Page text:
“Hood’s Old Brigade“, or “On the March”, was written by Mollie E. Moore (1844–1909), a Southern poet who’s family was originally from Alabama. She moved to Texas in 1855, then to New Orleans, Louisiana with her husband after the war. Folksinger Bobby Horton put this poem to music for his album Homespun Songs of the C.S.A., Volume 5 (1996). Horton’s accent and rapid cadence made it difficult to transcribe, but I was able to reconcile some of the more indiscernible lyrics with the original poem.
Twas midnight when we built our fires
We marched at half past three
We know not when our march shall end
Nor care–we follow Lee.
The starlight gleams on many a crest
And many a well-trod blade
This handful marching on our left
This lin’ is our brigade.
Our lin’ is short because its veins
So lavishly have bled
The missing search the countless planes
For battles it has led
There are those Georgians on the right
Their ranks are thinin’ too
How in one company they say
They now can count but two
There’s not much talkin’ down the lines
Nor shoutin’ down the gloam [twilight]
For when the night is ’round us
Then we’re thinkin’ most of home
I saw a young soldier startled
When we passed an open glade
Where the low starlight, leaf, and bough
A fairy picture made
Nor has he uttered a word since then
My heart can whisper why
‘Twas like the spot in Texas
Where he bade his love goodbye
And when beyond us carelessly
Some soldier sang “Adieu”
My comrade here across his eyes
His coarse sleeve roughly drew
So scarcely sound of trampling feet
Is echoed through the gloom
Because when stars are brightest then
We’re thinkin’ most of home
Hush, what an echo startles up
Around this rocky hill
Was a shell half buried struck my foot?
Or stay–’tis a human skull?
This ridge I surely seem to know
By light of the rising moon
While we battled here three mortal hours
One Sunday afternoon
Last spring, you see where our captain stands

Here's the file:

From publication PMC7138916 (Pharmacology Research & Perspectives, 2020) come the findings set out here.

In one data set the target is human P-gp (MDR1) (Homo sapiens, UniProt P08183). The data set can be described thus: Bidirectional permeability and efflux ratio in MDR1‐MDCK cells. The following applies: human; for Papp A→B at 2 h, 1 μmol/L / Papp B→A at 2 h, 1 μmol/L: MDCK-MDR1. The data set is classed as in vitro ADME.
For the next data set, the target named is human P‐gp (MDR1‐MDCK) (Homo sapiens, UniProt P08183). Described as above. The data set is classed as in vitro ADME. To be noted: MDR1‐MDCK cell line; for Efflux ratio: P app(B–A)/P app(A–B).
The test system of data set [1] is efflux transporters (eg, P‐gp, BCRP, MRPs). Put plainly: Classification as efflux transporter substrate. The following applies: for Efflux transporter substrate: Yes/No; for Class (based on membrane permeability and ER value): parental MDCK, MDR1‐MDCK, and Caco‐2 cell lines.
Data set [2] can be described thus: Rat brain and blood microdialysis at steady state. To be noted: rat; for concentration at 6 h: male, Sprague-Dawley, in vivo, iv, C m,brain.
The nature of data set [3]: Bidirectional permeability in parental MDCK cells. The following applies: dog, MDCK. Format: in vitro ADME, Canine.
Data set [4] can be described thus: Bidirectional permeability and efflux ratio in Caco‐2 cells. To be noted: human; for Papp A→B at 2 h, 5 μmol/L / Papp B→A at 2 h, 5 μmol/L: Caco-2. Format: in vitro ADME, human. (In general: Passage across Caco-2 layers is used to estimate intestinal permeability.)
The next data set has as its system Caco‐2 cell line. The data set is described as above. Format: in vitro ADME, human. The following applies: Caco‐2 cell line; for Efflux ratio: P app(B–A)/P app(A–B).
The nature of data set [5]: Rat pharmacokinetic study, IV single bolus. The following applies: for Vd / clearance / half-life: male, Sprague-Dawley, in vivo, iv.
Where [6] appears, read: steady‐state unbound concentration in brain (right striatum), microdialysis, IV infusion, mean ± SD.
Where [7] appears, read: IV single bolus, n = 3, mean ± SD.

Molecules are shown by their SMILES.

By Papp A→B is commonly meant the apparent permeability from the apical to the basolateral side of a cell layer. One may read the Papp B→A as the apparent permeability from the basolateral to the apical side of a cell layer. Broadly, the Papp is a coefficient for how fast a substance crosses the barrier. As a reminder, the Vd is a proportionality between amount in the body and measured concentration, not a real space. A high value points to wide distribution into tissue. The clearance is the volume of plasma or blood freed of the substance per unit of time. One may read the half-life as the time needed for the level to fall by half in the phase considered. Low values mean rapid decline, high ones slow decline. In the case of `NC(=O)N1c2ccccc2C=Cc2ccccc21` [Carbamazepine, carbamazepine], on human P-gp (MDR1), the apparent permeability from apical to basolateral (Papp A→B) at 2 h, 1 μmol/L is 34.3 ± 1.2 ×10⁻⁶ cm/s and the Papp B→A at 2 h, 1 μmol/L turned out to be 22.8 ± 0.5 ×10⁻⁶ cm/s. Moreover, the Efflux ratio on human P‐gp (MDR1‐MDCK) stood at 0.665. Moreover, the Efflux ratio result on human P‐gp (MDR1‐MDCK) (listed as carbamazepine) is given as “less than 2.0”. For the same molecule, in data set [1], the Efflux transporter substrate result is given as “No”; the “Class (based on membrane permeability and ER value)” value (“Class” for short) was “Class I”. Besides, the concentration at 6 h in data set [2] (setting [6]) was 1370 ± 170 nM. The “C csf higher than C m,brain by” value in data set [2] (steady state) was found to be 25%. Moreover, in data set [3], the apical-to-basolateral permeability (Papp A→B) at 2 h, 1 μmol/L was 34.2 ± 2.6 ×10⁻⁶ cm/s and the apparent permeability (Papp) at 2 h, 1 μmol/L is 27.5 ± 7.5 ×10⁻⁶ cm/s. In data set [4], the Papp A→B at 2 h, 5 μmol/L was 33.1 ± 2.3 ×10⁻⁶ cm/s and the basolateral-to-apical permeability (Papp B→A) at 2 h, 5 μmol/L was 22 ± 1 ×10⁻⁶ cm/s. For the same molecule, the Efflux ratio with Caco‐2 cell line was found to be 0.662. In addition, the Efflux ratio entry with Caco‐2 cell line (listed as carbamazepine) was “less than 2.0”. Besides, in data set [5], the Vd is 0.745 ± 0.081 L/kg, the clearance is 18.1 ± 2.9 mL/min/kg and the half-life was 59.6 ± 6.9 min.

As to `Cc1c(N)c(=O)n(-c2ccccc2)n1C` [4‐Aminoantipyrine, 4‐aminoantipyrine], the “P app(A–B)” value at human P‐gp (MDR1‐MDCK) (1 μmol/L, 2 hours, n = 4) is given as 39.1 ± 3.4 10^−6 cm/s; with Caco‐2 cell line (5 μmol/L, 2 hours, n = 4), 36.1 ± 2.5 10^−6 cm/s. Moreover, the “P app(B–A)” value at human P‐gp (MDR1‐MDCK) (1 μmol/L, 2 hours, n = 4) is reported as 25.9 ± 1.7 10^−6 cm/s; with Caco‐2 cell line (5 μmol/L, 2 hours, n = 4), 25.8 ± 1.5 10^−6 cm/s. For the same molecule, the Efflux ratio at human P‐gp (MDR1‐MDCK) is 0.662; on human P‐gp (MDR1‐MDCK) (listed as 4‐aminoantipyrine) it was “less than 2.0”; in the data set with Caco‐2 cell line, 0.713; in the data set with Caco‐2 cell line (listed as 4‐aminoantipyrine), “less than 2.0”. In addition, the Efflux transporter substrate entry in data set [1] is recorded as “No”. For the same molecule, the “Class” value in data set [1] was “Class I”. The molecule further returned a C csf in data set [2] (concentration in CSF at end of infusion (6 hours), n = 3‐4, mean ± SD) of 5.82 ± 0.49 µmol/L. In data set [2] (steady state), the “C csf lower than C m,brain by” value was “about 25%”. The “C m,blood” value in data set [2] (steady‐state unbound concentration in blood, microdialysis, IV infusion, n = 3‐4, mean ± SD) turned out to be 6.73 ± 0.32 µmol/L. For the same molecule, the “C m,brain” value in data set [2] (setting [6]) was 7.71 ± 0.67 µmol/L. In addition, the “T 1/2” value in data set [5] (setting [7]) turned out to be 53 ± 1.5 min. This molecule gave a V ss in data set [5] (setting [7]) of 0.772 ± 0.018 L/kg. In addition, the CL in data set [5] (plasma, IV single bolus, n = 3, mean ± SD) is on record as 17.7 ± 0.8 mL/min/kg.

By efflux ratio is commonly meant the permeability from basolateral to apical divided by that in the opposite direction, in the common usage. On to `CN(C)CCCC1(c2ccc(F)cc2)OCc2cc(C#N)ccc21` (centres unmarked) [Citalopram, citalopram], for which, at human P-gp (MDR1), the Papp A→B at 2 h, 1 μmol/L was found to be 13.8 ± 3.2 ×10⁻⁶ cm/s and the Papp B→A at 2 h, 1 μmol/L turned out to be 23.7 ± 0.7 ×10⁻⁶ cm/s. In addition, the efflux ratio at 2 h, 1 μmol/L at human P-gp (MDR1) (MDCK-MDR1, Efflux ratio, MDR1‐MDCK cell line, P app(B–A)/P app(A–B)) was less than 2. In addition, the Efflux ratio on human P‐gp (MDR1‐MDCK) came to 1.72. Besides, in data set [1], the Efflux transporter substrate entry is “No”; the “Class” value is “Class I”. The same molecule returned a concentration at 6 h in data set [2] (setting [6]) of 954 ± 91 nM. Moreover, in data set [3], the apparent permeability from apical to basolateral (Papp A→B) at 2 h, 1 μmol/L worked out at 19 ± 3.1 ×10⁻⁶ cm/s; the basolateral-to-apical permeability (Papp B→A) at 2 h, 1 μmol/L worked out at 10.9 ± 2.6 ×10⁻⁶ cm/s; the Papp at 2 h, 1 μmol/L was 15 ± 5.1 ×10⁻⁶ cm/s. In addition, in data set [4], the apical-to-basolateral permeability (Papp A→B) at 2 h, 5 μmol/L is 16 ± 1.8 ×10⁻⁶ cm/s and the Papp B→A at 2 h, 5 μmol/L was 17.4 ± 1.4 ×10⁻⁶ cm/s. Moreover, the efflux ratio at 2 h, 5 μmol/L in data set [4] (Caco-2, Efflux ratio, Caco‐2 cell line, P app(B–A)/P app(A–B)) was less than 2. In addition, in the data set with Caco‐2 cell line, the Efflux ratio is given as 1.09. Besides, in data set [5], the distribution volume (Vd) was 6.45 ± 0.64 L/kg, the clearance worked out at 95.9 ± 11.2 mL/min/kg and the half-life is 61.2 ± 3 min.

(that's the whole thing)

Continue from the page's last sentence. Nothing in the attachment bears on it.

His head drooped on his breast
At his feet that heap of bones and earth
You know know why his rest
Is broke off, and why his sword
was so bitter in the fray
‘Tis the grave of his only brother
Who was killed that awful day
Hush, for in front I hear a shot
And then a well-known cry
It is the foe! See where the flames
Mount upward to the sky
It is the full hot breath we hear
We wait the comin’ sun
And ‘ere these stars may shine again
A field is lost or won
Is won! It is the old brigade
This line of stalwart men
The long roll, how it thrills my heart
To hear that sound again
God shield us boys! Here breaks the day
The stars begin to fade
Now steady here! Fall in! Fall in!
Forward the old brigade!
Confederate Lt. General John Bell “Sam” Hood became famous for commanding the Texas Brigade in the Army of Northern Virginia during the American Civil War, but Hood was born in Kentucky. He graduated the United States Military Academy in 1853 and served in the 2nd U.S. Cavalry in Texas. When the war broke out, he joined the Confederate Army as a cavalry captain.
Hood became commander of the Texas Brigade on February 20, 1862 and was promoted to brigadier general on March 3, 1862. The Texas Brigade fought in all the Army of Northern Virginia’s battles except Chancellorsville, and also fought with the Army of Tennessee at the Battle of Chickamauga. It consisted at various times of the 1st, 4th, and 5th Texas Infantry Regiments, 18th Georgia, and Hampton’s Legion, from South Carolina.
The Texas Brigade gained a reputation for being a hard fighting unit, perhaps the toughest in the Army of Northern Virginia. John Bell Hood was severely wounded in the left arm at the Battle of Gettysburg and lost his right leg at Chickamauga. At the age of 33, he was promoted to command of the Army of Tennessee during the Siege of Atlanta. He subsequently led it on an ill-fated invasion of Tennessee, where his army was virtually destroyed and he was removed from command.
Of the 5,353 men who enlisted in the Texas Brigade, only 617 remained when Lee’s army surrendered on April 9, 1865, at Appomattox Court House, Virginia.